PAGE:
With a memorable springtime scent, hyacinths are easy to grow in nutrient-rich soil.
botanical-name botanical name Hyacinthus orientalis
sun-requirements sun requirements Full sun
height height 6”-12”
hardiness-zones hardiness zones 4-8

For me, hyacinth is the smell of springtime and of Easter brunch at grandma’s house. These springtime bulbous plants have a very memorable and identifiable scent and sturdy, long-blooming flower racemes. In shades of blue, pink, white, and purple, hyacinths look wonderful, mingled with other spring bloomers like daffodils and tulips. 

Hyacinths are easy to grow, and although the plants are not long-lasting, the flowers do very well in a vase. They grow just about anywhere as long as the soil is nutrient-rich and can tolerate full sun or partial shade. Water these bulbs lightly and evenly, as they like moisture but will rot with wet feet. 

Freesia

A close-up captures the golden glow of sun-kissed freesia flowers, their delicate petals radiating warmth. In the backdrop, a soft blur reveals slender leaves, gracefully complementing the focal brilliance of the blossoms in this serene botanical composition.
Known for their sweet scent and vibrant colors, freesias are bulbous plants native to South Africa.
botanical-name botanical name Freesia
sun-requirements sun requirements Full sun to partial shade
height height 12”-24”
hardiness-zones hardiness zones 9-10

One of the most popular wedding flowers, freesias are known for their sweet and fruity scent and wide array of colors. These South African natives are surprising as they are bulbous plants, but they are only perennial in warm climates rather than needing a period of cold like most spring bulbs do. 

Freesias attract pollinators to the garden, which is always a good thing in the cut flower garden because it means even more flowers! In warm climates, plant your freesias in the fall for early spring blooms.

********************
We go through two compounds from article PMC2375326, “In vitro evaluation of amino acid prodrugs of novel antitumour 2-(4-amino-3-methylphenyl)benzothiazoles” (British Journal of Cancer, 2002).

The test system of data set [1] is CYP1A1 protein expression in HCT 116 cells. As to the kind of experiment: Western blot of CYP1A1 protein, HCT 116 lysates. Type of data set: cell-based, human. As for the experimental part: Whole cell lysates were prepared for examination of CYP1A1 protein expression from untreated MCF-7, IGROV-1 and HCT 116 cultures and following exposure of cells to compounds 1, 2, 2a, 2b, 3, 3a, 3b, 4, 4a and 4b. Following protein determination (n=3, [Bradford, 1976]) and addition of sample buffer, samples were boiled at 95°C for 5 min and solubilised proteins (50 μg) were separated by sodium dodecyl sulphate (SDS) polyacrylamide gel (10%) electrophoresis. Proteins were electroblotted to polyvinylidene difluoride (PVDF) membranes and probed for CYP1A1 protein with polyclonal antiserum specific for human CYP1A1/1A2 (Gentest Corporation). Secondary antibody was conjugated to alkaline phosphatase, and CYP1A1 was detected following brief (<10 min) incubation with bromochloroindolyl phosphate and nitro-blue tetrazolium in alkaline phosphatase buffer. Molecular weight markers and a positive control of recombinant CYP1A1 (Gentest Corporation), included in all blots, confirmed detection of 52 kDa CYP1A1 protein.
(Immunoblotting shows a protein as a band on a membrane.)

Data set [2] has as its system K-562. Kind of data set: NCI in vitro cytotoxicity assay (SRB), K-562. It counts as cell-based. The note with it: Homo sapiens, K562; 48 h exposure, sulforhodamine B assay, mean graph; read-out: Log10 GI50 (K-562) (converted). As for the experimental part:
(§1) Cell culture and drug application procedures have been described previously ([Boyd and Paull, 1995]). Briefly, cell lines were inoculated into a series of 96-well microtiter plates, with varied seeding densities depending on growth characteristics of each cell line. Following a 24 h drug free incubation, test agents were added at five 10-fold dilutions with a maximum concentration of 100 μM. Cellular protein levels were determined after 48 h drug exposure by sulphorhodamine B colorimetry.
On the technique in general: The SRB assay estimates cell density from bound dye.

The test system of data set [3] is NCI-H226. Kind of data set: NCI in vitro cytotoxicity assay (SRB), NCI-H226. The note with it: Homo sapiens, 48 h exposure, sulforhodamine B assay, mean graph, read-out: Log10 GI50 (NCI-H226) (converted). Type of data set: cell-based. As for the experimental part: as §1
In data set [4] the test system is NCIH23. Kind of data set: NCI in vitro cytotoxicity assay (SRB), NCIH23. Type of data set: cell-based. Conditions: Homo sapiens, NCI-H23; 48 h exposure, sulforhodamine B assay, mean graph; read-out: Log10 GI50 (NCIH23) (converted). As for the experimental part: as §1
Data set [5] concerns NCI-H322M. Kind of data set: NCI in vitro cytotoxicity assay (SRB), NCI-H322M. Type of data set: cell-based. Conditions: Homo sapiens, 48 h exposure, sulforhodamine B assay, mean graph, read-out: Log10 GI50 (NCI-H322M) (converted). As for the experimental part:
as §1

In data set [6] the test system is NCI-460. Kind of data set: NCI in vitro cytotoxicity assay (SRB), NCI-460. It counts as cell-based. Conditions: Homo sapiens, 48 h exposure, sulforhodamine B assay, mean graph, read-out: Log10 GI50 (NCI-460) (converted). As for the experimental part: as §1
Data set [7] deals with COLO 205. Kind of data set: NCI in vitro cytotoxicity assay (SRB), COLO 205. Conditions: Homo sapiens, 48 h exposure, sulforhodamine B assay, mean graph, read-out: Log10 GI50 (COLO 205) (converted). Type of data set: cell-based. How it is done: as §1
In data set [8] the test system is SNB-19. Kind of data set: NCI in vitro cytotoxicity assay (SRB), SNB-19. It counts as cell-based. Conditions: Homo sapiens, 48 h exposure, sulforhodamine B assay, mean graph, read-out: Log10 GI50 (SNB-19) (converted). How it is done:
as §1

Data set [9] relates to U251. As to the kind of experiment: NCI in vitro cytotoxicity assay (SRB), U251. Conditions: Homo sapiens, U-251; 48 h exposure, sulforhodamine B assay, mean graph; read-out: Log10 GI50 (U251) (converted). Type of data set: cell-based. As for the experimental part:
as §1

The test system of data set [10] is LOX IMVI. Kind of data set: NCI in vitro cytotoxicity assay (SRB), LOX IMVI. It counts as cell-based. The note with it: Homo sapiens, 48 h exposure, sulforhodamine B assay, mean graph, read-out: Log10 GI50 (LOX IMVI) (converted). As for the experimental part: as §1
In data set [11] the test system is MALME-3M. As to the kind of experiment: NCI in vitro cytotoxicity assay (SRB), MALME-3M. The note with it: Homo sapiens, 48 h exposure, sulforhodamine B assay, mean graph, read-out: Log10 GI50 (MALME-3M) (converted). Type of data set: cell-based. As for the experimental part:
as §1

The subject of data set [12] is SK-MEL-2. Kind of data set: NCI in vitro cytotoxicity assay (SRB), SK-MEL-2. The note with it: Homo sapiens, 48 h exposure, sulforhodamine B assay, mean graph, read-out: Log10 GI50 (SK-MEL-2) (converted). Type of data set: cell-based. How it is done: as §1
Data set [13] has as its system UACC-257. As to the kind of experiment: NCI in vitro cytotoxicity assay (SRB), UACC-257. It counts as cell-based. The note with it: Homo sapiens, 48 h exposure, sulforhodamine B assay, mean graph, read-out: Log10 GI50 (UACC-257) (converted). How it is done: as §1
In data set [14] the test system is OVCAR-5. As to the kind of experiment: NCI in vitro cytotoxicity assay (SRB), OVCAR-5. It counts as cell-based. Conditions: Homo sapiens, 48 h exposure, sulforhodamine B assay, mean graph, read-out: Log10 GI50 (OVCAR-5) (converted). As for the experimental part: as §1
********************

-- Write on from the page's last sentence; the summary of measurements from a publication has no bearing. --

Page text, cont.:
In cooler climates, bulbs can be planted as soon as the threat of frost is past. Then they can be stored over the winter to plant again next year.

Peony

Sun-kissed peony flowers display delicate, pink ruffled petals, basking in the warm sunlight. The foliage and blue sky in the background complement the floral beauty, creating a serene and harmonious natural composition.
These flowers are popular in floristry due to their easy transport and sturdy stems.
botanical-name botanical name Paeonia
sun-requirements sun requirements Full sun to partial shade
height height 1’-4’
hardiness-zones hardiness zones 3-8

Peonies are some of the most visually spectacular flowers in the garden. Large and lush, yet somehow soft as a whisper, peonies have an enduring beauty that you will look forward to the return of every spring.

Peonies are very popular in floristry. They can be cut in tight buds and transported easily. Their woody stems are sturdy and do a good job of supporting their extra-large blooms. 

Peonies vary in terms of scent, but most are at least somewhat fragrant, and others are quite aromatic. The scent is often described as fresh and sweet, mingles with a rosy quality. They can be fussy in the garden, preferring a consistent climate and care routine. It takes several years for them to bloom, but they are well worth the wait. 

Lavender

A lavender plant stands tall with lush green stems, showcasing its fragrant lavender flowers reaching towards the sky. Nestled beside the plant, a collection of rocks adds a natural and textured element to the serene garden scene.